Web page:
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Carnegie Mellon to Unveil Campus Sculpture of Famous Engineer and First Ph.D. Recipient

Statue Will Be Sited in Exterior Alcove Alongside Baker and Porter Halls

In this 1979 photo, Mao Yisheng (center) poses with then Carnegie Mellon President Richard Cyert (right) and former University President John Warner. Mao is holding an award he received from Carnegie Mellon in recognition of his achievements.

Mao Yisheng during his younger days.
As a young engineer and pioneering bridge builder in China, Mao Yisheng had to do the unthinkable. To stop the approach of troops from Japan in 1937, Mao destroyed the Qiantang River Bridge near Hangzhou. It was a bridge that he had helped to build.

A history of Mao's life written by Engineering Professor Emeritus Steve Fenves, tells us that when World War II was over, Mao supervised the reconstruction of the Qiantang Bridge. He was the chief engineer for many other projects in China, including the first Yangtze River Bridge at Wuhan, and the structural design of the Great Hall of the People in Beijing. He also holds a unique position in Carnegie Mellon University (then Carnegie Institute of Technology) history as its first Ph.D.

Carnegie Mellon will dedicate a statue of this famed Chinese engineer, educator and alumnus on its campus during a ceremony at 4:30 p.m., April 18 at the sculpture site in an exterior alcove alongside Baker and Porter halls. The statue, designed by two famous Chinese sculptors, includes an inscription from China's Premier, Wen Jiabao.

Mao had come to Pittsburgh, a city of bridges, to gain practical experience in bridge construction before completing his thesis on stress analysis of long span bridges. He also worked for a steel fabricator in Wilkinsburg for a brief time, according to Emeritus Engineering Professor Tung Au.

Mao is widely considered to be one of the preeminent engineering minds of the last century. He was on the faculty of five major universities and served as president of four, including Beijing Jiaotong University, where he had earned his undergraduate degree. He helped to transform Chinese engineering education by introducing new subject matter and problem solving techniques into university curricula. He also was a distinguished scholar of the history of science in China.

During his lifetime, Mao was honored as an academician of the Academia Sinica of China and the Academy of Sciences of the People's Republic of China. He was a foreign associate of the National Academy of Engineering in the U.S.

Mao died in 1989, at the age of 93.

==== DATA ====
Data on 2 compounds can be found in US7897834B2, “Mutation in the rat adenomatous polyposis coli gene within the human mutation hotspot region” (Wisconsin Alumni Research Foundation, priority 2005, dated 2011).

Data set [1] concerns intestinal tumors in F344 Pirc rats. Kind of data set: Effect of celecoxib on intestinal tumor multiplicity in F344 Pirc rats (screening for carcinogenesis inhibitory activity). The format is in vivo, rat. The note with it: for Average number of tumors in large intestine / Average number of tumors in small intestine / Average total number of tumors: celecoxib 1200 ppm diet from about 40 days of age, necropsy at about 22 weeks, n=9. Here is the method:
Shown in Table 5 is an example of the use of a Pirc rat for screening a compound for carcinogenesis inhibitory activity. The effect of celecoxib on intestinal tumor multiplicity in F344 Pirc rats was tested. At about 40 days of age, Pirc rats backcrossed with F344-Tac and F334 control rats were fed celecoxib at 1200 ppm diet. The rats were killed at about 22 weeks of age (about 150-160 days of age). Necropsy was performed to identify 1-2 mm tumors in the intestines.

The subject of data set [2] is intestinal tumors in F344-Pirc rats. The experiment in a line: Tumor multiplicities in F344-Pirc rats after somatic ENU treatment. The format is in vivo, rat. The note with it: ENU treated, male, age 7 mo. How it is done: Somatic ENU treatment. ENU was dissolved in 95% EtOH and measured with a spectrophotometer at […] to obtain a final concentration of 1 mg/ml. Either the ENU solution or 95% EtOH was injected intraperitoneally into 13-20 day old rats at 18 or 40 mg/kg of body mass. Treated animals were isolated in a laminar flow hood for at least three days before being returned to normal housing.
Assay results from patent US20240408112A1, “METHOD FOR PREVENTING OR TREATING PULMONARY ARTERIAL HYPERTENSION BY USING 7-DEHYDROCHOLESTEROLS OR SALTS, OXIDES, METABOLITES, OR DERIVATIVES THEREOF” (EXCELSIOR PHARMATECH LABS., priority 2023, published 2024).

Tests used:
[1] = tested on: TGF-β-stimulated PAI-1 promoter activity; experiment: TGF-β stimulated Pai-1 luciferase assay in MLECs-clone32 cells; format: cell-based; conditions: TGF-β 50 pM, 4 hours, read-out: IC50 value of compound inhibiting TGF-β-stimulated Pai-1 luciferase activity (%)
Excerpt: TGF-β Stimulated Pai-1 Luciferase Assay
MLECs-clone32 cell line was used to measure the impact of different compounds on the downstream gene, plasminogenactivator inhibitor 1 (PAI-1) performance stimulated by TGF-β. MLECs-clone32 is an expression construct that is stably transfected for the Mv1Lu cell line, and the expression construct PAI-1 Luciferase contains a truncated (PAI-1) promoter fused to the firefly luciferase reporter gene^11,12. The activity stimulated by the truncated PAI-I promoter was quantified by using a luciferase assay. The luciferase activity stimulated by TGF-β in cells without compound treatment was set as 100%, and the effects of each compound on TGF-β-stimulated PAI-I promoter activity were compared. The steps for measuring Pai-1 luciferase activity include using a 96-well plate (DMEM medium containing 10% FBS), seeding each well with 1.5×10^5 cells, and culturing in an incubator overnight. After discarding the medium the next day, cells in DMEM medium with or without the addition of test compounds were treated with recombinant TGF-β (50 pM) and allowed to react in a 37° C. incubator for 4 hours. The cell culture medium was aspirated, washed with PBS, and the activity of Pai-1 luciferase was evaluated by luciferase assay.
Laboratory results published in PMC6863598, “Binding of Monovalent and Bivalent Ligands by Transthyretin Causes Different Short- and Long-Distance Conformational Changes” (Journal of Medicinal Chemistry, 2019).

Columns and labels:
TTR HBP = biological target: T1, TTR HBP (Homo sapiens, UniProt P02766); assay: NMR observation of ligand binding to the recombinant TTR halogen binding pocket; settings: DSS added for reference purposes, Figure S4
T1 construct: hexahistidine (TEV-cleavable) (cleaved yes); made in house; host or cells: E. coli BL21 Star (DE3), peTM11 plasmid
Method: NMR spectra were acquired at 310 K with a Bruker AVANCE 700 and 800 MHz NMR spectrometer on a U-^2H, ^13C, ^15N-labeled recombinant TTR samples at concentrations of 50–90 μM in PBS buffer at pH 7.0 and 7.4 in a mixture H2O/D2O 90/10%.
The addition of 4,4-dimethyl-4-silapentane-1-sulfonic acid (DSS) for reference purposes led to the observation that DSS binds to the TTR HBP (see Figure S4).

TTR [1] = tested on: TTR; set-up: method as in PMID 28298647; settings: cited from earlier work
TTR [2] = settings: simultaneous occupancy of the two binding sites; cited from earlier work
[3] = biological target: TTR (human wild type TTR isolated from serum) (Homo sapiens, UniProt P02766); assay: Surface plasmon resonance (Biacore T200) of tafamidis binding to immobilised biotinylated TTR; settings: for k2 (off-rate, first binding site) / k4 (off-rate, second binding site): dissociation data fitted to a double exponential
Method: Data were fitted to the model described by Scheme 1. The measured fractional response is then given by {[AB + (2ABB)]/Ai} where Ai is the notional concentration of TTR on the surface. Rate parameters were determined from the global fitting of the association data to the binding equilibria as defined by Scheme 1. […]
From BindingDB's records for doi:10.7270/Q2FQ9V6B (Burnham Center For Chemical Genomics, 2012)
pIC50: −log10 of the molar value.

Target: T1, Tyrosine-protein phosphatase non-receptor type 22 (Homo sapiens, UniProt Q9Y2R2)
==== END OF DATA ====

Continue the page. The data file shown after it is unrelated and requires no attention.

The dedication of the statue is not the first time that Carnegie Mellon has honored Mao's accomplishments. In 1979, during a return trip to Carnegie Mellon, Mao received recognition for his lifetime accomplishments from then President Richard Cyert and former president Jake Warner.

Last December, Carnegie Mellon President Jared L. Cohon made a trip to Mao's undergraduate institution, Beijing Jiaotong University, to commemorate Mao as a distinguished alumnus of both universities. Mao graduated from the Tangshan campus of Jiaotong University in 1916 before coming to the U.S. to earn his master's from Cornell University and his Ph.D. from Carnegie Tech.

The Mao Yisheng statue will be unveiled in an exterior alcove alongside Baker and Porter halls.
"Carnegie Mellon is immensely proud of the accomplishments of Mao Yisheng, our first Ph.D. graduate. His contributions to major engineering projects and his immense impact as an educator in China make him truly one of the most important engineers of the 20th century. His career illustrates Carnegie Mellon's global reach, and adds further luster to Carnegie Mellon's history," said President Cohon.

"The statue of Mao Yisheng symbolizes Carnegie Mellon's leadership as a global institution for change. Dr. Mao took the skills he acquired at Carnegie Mellon and changed modern bridge building techniques. We are proud to have him as our first Ph.D alumnus in civil engineering," said Pradeep Khosla, dean of Carnegie Mellon's College of Engineering.

"With the gift from Mr. Zhang Yue, his family and other donors, all from China, we mark the beginning of a fruitful cooperation between our university and key Chinese agencies and industries dedicated to our common goal of developing sustainable building practices at the beginning of the 21st century," said Architecture Professor Volker Hartkopf, who has been actively involved in the historical recognition of Mao on this campus.

The Broad Air Conditioning Company based in China donated the statue to Carnegie Mellon. Its installation was supported by several donors: Astorino, China Construction America, Inc., China State Engineering Corporation, Cost Company, Mao Yisheng Science and Technology Education Fund and Sheen Harbour Ltd.

Teresa Thomas
April 13, 2006

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